results suggest that the policy for vaginal delivery among women with
undetectable or very low VL [viral load] is only slowly becoming established
within practice over time.”
elective caesarean section was recommended for HIV-positive women in 1999, but
the widespread use of antiretroviral therapy (ART) has reduced the risk of
mother-to-child transmission dramatically, with rates of below 1% seen across
Europe. Guidelines have been changed over the last decade to recommend that
women with very low viral loads aim for a vaginal birth. The additional
benefits of an elective caesarean section are open to question, especially as
the procedure can also involve risks.
collected between 2000 and 2010 from 3013 deliveries to 2663 women were
available for analysis.
8% of mothers did not receive ART during pregnancy or delivery and the
proportion of women taking ART who achieved a viral load below 400 copies/ml at
the time of delivery increased from 83 to 95% (87% of all the women) after the
new guidelines were in place.
after the change in guidelines, the proportion of women giving birth vaginally only
increased from 17 to 52% and the proportion of vaginal deliveries in women with
viral loads under 50 copies/ml was actually lower, at 45%. For a third of the
remaining women, there was another reason for having a caesarean, but in 35% of
cases the woman could have aimed for a vaginal delivery.
study suggests, as do many others, that people with HIV, and particularly groups
traditionally less empowered such as women, are still being affected by
out-of-date knowledge and attitudes among healthcare workers.
'Bareback' sex has the lure of the forbidden for gay men
qualitative surveys presented at the 2nd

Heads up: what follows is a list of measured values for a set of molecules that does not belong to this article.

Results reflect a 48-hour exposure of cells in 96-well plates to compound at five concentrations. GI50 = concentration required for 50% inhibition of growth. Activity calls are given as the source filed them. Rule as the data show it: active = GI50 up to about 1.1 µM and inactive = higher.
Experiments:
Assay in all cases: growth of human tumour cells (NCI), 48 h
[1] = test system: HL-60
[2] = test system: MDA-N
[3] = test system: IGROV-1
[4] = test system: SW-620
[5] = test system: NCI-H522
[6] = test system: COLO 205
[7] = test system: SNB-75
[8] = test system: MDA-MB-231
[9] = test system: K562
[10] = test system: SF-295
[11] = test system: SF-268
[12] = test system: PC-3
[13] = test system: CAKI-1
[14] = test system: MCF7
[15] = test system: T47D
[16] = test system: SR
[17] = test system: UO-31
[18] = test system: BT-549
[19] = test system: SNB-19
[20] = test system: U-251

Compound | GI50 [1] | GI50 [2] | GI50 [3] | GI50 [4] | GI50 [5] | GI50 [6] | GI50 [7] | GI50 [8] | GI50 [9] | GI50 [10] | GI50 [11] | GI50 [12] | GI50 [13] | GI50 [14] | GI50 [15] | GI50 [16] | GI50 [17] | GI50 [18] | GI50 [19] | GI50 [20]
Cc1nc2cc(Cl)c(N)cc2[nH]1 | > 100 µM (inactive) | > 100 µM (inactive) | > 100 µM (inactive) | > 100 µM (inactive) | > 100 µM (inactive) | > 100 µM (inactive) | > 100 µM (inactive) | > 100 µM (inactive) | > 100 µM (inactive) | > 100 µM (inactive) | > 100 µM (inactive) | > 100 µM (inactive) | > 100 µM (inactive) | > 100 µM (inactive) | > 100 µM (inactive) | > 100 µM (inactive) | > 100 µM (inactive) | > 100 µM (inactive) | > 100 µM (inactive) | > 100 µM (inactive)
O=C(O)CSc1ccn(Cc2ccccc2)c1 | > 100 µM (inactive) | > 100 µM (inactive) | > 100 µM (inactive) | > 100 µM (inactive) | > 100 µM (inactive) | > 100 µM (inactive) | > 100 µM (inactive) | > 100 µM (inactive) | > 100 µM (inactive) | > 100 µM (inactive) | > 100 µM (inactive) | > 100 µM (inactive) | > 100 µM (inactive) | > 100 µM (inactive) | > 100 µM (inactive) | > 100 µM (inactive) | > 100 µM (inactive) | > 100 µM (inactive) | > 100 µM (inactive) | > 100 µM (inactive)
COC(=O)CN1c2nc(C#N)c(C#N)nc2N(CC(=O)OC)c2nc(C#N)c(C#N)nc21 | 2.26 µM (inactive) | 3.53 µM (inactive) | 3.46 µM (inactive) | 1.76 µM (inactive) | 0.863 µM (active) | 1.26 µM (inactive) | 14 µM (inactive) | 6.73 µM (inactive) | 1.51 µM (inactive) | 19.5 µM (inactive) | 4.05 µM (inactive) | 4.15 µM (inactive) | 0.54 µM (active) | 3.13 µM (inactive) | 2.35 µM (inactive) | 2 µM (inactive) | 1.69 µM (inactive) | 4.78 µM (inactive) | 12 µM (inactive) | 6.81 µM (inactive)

International Conference for the Social Sciences and Humanities in HIV
in Paris last month explored how gay men interpret the term ‘bareback sex’ –
and found sharply polarised attitudes to it among the gay community.
Gabriel Girard interviewed 30 gay men in France, where ‘bareback’ has been the subject
of intense and divisive debate.
of his participants felt part of the ‘gay community’, believed that barebackers
threatened it, and that they should be excluded from it – one man said that men
who bareback “are doomed”. Deliberately not using condoms suggested a
lack of respect for gay men who had died of AIDS in the early years of the
respondents had a more analytic view of barebacking, and could find
explanations in terms of psychology, contextual factors or the history of the epidemic
(e.g. the arrival of effective HIV treatments). Moreover, many of these
respondents were critical of the way in which different sexual practices, with
divergent motivations, were sometimes all publicly described as ‘barebacking’.
While some of these respondents did practise unprotected anal intercourse with
casual partners, none would call themselves a ‘barebacker’.
said that debates about barebacking need to go beyond an opposition between individualism
and the community,
another study, UK researcher Sharif Mowlabocus asked gay men about their
feelings about pornography in which condoms were not used and whether they
defined it as ‘bareback’.
‘bareback porn’ is most obviously pornography in which condoms are not used,
the research found that not all scenes without condoms were labelled as
the researchers described a scene involving two ‘twinks’ (boyish-looking,
younger men), having unprotected anal intercourse, the focus group participants
consistently refused to acknowledge it as ‘bareback’. Sometimes they ignored
the lack of condoms or explained it away.
which were seen as ‘bareback’ tended to be transgressive in some way, often
involving an age difference, anonymity, different ethnicities or emphasising
power and control.
of the interviewees said that they enjoyed bareback porn and that it was often”hotter”.
As well as appearing to be more “authentic”, several interviewees said that the
“hotness” of bareback porn often lay in the fact that it was representing
something that was taboo.
discovered there were people against it, arguing it was degrading and
dangerous. This fiendish side of it attracted me, and I started buying some,” said one respondent.
Mowlabocus said that a paradoxical process was
happening for gay men whereby “the constraints that HIV imposed upon gay
culture have become eroticised”.
Comment: These studies show that, by demonising
unprotected sex as ‘bareback’, HIV prevention advocates may have inadvertently eroticised
it. Barebacking, in short, is no longer too risky to be contemplated, but is
just risky enough to be titillating.
Rectal STIs predict imminent HIV infection